The Standard & Poor’s 500 Index (SPX) was at an all time high and a drop in jobless claims brought an optimism to the economy. 2.7 percent was gained by Tesla Inc., an electric car maker, on a report that they will be focusing on opening more showrooms in China, focused for next year. Twitter rose 4.8 percent and EBay Inc. went down 2 percent in sales.
In New York the S&P rose 0.5 percent to 1,842.02 by 4 p.m. Dow Jones Industrial Average moved up 122.33 points 0.8 percent to a record 16,479.88. At least 3.8 billion shares changed hands on U.S. exchanges, which is 38 percent below an average of three months.
“The stock market is energized by the stronger macro trends that we’re seeing,” Jim Russell, who helps oversee $112 billion as a senior equity strategist for U.S. Bank Wealth Management, said by phone. “The fundamentals are filling in for a market that has been primarily Fed- driven. We think that is a healthy and sustainable development that has some momentum into 2014.”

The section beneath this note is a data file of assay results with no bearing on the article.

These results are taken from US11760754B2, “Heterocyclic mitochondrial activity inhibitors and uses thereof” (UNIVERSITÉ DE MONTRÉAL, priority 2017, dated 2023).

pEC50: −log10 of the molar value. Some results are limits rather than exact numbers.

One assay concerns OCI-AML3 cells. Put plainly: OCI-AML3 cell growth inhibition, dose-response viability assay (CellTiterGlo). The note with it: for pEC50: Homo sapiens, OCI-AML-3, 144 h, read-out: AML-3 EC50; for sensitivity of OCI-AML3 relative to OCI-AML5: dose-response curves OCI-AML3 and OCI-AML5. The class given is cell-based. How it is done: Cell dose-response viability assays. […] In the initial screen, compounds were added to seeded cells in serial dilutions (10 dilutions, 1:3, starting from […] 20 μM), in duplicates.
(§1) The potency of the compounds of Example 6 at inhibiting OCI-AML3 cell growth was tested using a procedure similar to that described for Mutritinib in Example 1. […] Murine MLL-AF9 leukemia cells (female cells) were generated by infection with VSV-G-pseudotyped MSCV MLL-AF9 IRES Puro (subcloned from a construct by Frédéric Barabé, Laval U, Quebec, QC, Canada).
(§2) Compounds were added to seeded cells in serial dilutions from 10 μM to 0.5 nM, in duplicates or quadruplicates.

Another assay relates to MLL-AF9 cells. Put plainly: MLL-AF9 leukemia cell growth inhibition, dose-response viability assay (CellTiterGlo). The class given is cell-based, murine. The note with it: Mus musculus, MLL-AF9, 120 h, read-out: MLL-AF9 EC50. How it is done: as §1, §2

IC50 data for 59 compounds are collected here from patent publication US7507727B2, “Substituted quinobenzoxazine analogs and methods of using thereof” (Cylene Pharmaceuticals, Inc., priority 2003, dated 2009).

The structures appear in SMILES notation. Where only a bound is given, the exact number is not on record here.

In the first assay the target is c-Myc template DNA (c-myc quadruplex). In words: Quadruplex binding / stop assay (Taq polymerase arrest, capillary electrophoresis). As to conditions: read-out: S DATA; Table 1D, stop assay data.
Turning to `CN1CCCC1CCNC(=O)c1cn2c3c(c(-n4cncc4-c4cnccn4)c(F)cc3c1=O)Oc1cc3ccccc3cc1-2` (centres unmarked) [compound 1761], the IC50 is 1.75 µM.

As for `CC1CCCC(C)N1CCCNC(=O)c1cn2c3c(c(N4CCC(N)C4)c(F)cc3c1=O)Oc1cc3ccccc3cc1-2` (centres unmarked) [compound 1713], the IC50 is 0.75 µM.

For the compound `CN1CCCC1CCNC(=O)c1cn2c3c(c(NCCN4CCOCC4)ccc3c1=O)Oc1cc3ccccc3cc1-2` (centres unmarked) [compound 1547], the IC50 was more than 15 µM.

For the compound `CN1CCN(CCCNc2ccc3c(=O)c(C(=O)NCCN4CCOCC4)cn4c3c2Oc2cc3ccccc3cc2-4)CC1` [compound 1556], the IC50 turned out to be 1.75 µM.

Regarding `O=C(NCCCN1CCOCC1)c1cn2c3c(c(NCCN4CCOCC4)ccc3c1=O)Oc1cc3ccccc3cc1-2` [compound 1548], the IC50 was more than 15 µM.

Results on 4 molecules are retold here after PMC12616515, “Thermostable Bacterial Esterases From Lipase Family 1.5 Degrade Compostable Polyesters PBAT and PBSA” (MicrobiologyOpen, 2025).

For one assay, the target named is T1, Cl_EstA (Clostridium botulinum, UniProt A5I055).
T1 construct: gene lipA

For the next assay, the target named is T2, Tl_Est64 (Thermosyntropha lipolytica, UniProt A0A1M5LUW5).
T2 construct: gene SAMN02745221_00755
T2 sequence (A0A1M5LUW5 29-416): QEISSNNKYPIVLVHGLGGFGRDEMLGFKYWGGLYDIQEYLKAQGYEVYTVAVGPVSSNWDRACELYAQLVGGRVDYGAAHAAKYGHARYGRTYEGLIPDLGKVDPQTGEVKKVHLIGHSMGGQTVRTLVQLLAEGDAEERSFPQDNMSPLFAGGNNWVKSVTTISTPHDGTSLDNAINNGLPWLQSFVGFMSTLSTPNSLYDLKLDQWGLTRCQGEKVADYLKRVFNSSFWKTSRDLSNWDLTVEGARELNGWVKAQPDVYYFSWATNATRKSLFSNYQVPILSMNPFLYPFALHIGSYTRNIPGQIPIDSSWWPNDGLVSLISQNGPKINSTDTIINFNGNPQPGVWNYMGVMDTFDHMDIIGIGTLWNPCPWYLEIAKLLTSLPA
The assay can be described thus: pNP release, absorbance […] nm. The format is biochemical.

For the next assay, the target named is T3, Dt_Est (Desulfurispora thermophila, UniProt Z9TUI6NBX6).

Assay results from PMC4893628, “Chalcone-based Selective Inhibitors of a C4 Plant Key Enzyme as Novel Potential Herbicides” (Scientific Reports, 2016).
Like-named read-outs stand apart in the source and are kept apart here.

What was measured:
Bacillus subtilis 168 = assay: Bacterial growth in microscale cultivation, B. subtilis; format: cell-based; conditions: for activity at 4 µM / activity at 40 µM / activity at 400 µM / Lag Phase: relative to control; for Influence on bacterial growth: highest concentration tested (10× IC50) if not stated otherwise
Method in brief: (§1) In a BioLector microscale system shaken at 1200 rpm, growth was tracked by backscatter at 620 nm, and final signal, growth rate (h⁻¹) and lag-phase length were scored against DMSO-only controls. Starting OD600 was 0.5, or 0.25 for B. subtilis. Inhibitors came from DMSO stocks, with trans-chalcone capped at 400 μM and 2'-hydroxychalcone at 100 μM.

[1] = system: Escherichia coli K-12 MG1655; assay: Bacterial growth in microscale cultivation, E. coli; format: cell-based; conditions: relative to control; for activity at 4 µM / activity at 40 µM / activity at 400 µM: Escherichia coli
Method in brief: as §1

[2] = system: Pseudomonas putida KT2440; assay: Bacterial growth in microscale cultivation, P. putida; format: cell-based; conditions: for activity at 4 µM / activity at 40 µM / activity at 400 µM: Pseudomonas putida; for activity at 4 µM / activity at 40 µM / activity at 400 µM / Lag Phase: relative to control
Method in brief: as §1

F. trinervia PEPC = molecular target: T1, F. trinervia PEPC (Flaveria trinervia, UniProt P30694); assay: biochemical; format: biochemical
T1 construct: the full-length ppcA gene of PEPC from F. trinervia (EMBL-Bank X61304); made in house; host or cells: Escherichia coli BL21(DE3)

The Labor Department showed in Washington, that jobless claims went down by 42,000 to 338,000 the week ending December 21st. Towards the end of the year, it’s difficult to adjust the ups and downs of applications for jobless benefits, a Labor Department official said. The S&P 500 is up 172 percent in 2009.
“We are still seeing a bit of window dressing,” Stephane Eklol, a strategist at Market Securities in London, said by phone. “The U.S. is doing better, the recovery is there. We’ve been playing the tapering news for some time, but the market has come to terms with the fact that it is a minor withdrawal of stimulus, and that in any case it means the economy is doing better. It is a good sign.”
U.S. equities gained because Japan’s Topix (TPX) closed at it highest on speculation that the central bank will go ahead with stimulus. Volatility Index, the Chicago Board Options Exchange fell 1.2 percent to 12.33. Many groups in the S&P 500 advanced in shares at least 0.7 percent.
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